Health & Wellness

Family Dental practice purchased

The two dentists who recently assumed control of Yellow Springs Family Dental are more than professional partners. They’re also close friends, who see running a practice together as an excellent combination of their passion for dentistry and their desire to live and work near one another.

Doctors Shinyoung Yang and Nancy Snyder took over the practice at 1496 Southgate Avenue at the end of May, after Dr. Yiping Fang, its previous leader, decided to leave. Yang will be Family Dental’s primary dentist, with Snyder filling in for her on occasion and providing additional care as needed.

Snyder and Yang met while studying dentistry at the University of Louisville; they quickly became “inseparable.”

“We’ve been hatching a plan to be close to each other since 2004,” said Snyder in a recent interview.

When the opportunity to practice at Yellow Springs Family Dental arose, they saw it as an excellent prospect. Not only would it allow them to work together, but Snyder told Yang she thought Yellow Springs would be a wonderful match for her and her young family.

“She told me it’s a really nice town, she thought it would be great for me and the baby,” said Yang, who has a 14-month-old daughter. Yang said “all the trees” remind her of North Carolina, where she attended undergraduate school. As outdoor enthusiasts, Yang and her husband are also very pleased with the recreational opportunities in the area.

Yang is still commuting from Cincinnati, where she had been practicing most recently, but hopes to relocate in the near future.

“I’ll probably have to find a place soon, definitely before it gets cold,” she said. Meanwhile, Snyder is moving to Dayton from her current location near Toledo.

“Now we’ll be 30 minutes apart,” she said.

Yang and Snyder said the process of taking over the practice from Dr. Fang had been a “smooth transition.” They plan to keep the office at its current location, and will be open the same hours as before. Yang and Snyder have sent letters to all current patients notifying them of the change.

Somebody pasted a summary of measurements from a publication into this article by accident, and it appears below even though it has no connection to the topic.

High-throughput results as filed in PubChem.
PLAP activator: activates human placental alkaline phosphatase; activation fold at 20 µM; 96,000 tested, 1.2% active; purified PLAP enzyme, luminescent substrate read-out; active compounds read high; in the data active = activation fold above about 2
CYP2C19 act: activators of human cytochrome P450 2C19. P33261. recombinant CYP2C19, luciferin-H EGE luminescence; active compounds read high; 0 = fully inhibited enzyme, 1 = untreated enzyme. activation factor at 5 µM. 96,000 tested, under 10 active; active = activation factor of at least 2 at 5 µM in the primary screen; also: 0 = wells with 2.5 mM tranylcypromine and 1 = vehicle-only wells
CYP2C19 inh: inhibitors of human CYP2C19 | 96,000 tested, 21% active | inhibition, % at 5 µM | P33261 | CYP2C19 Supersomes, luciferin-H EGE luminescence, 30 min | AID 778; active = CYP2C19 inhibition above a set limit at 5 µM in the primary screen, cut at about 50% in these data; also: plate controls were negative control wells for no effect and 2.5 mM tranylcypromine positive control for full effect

They said they hope to show people that dentistry is not something they have to fear, at least not with their techniques and their “practice philosophy.”

“We really would like to quash a lot of the stigmas that go along with dentistry,” said Snyder. While people often feel “scared of the dentist,” she said, she and Yang have a method that’s “very gentle.”

It’s important for the public to understand “how much easier [dentistry] is than it used to be,” Snyder added. She also said their approach is “very, very, kid friendly;” children can look forward to a “goodie box” at the end of a visit to Family Dental.

Yang said she’s happy to be “helping people in need.”

“They come in and we can help them…it makes me feel good,” she said.

Non-dentists may have never drawn parallels between dentistry and painting or sculpting, but from Yang and Snyder’s point of view, the disciplines have much in common.

“We’re very artistic,” Snyder said. When remolding a patient’s tooth, “it’s very important that you can totally mimic what nature gave her.” Snyder said Yang can “take wax and make it look just like the tooth in front of you.”

As a high school student, “[Dentistry] fascinated me because it was all about the hand skill,” Yang said. “If your hand skill’s not good, you can’t treat the patient.”

Far from being static, “dentistry evolves every day,” said Snyder, and the experience of treating people is constantly changing too. With every patient, she said, “it’s a different personality…it’s a different mouth.” The field may always be in flux, but dentists tend to stay in it for the long haul: “Even when you’re 60 you want to stay in the game,” said Snyder.

Dentistry has traditionally been a male-dominated field, but Snyder and Yang see the balance shifting.

“Our class [at the University of Louisville] was the first class to have more than 50 percent female students,” said Snyder.

“The percentage is going up,” Yang added.

It will take some time for the two to get to know the entire patient base; meanwhile, Yang and Snyder have placed advertisements and distributed fliers with the hope of attracting new patients as well. They’re eager to extend their services to as many villagers as possible, in the conviction that good dental care is essential to maintaining good health.

“I don’t think people realize how much they rely on their teeth,” said Snyder.

 

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